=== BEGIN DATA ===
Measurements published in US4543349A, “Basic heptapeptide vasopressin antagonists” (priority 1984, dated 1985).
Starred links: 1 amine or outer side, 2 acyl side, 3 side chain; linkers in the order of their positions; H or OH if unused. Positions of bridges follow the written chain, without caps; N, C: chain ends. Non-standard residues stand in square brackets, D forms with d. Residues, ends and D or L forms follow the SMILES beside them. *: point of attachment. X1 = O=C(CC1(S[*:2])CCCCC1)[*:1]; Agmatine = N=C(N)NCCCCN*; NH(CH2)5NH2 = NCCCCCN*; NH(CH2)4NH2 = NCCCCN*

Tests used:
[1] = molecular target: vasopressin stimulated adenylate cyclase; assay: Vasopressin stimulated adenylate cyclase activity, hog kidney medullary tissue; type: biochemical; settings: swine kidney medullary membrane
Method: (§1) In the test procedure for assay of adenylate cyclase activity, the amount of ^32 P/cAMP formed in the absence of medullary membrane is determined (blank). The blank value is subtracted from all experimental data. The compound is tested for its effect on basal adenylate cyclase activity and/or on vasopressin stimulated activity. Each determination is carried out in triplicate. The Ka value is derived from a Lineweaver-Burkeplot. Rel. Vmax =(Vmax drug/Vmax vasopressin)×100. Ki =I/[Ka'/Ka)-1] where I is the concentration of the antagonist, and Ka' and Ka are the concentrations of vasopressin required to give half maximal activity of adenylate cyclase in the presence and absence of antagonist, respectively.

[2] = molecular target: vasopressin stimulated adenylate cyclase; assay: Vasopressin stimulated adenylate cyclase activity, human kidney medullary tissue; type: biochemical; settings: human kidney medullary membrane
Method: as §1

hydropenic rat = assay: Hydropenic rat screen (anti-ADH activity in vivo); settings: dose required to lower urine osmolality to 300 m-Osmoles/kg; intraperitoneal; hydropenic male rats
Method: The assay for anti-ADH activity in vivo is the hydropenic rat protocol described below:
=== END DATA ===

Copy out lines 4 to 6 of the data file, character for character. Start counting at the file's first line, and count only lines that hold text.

[1] = molecular target: vasopressin stimulated adenylate cyclase; assay: Vasopressin stimulated adenylate cyclase activity, hog kidney medullary tissue; type: biochemical; settings: swine kidney medullary membrane
Method: (§1) In the test procedure for assay of adenylate cyclase activity, the amount of ^32 P/cAMP formed in the absence of medullary membrane is determined (blank). The blank value is subtracted from all experimental data. The compound is tested for its effect on basal adenylate cyclase activity and/or on vasopressin stimulated activity. Each determination is carried out in triplicate. The Ka value is derived from a Lineweaver-Burkeplot. Rel. Vmax =(Vmax drug/Vmax vasopressin)×100. Ki =I/[Ka'/Ka)-1] where I is the concentration of the antagonist, and Ka' and Ka are the concentrations of vasopressin required to give half maximal activity of adenylate cyclase in the presence and absence of antagonist, respectively.

[2] = molecular target: vasopressin stimulated adenylate cyclase; assay: Vasopressin stimulated adenylate cyclase activity, human kidney medullary tissue; type: biochemical; settings: human kidney medullary membrane